Last Saturday a group of 10 took to picking some olive trees on a busy CBD street. Allden described the work beautifully: “Picking these olives just feels right. For me it’s really sensory too, when you pull them away from the branch they make this lovely popping sound.”
Sound is a constant with the Olive Oil Cooperative, it generates a lot of buzz. Several passersby stopped to ask the team what they were up to and, as they picked, the volunteers chatted away. It’s very social work, a chance to catch up. “It’s all about putting the world to right,” one volunteer said, “Actually talking and having the time to say ‘oh yeah how are your parents?’”
Last Sunday the annual week-long pick came to a close and the cooperative headed for the press. According to Guglietta, it’s important to time the harvest correctly and press the olives quickly afterwards. You want to get them after they’re ripe but before the frost has a chance to shrivel them. To check their readiness give them a squeeze: bright green juice signifies it’s time.
The actual oil, Guglietta explained, sits very close to the stone. It’s hard to access, and this is where the press comes in. It washes the olives, removes debris, grinds the olives, and presses the oil out without the use of heat or chemicals. The process takes just a few hours but the machine itself can cost many thousands of dollars.
The finished product is a Canterbury cold pressed, extra virgin (or first press) olive oil. Local chefs and foodies can’t get enough of it. “You don’t want to waste good olive oil like this in cooking,” Guglietta said. “Put it on bread or in a salad.”
As the cooperative’s website puts it, their olive oil has a grassy nose and slightly peppery taste. According to American EVOO expert Tom Mueller, that slight bitterness is one way to know you’ve got ‘good’ olive oil.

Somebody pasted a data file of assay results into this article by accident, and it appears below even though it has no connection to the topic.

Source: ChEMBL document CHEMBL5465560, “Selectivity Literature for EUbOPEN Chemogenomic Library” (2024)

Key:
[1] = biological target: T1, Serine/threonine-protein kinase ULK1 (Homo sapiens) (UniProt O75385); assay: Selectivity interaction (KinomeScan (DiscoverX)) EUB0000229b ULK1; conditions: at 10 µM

Olive oil, says Mueller, is good for you for two reasons: it contains mostly unsaturated fat and a host of beneficial plant compounds called polyphenols – with pungent and peppery oils usually containing the highest polyphenol levels. Unlike wine, it does not get better with age and its nutritional value degrades over time. Imported olive oil is often too old to offer the full range of health benefits.
Only those of us lucky enough to live in Canterbury are able to buy the Olive Oil Cooperative’s olive oil. They don’t ship. There are however several other boutique, New Zealand made olive oils on the market. If you want some tips on how to properly “taste” them give ‘THE BEST OLIVE OIL AND BODYBOARDING VIDEO EVER’ a quick watch.
Alternatively, go out and have a look for olives this weekend. If your area hasn’t yet frosted there may well be plenty of olives to get. While pressing them is a mission, you can always make table olives. It’s easy enough, Allden says. “Just chuck them in some water, add some salt, put them in a dark place, and change the water every week.” Here’s a recipe.
As for other olive cooperatives, it doesn’t look like anyone has replicated the Christchurch model just yet. Joked Allden, “Maybe we should patent it.”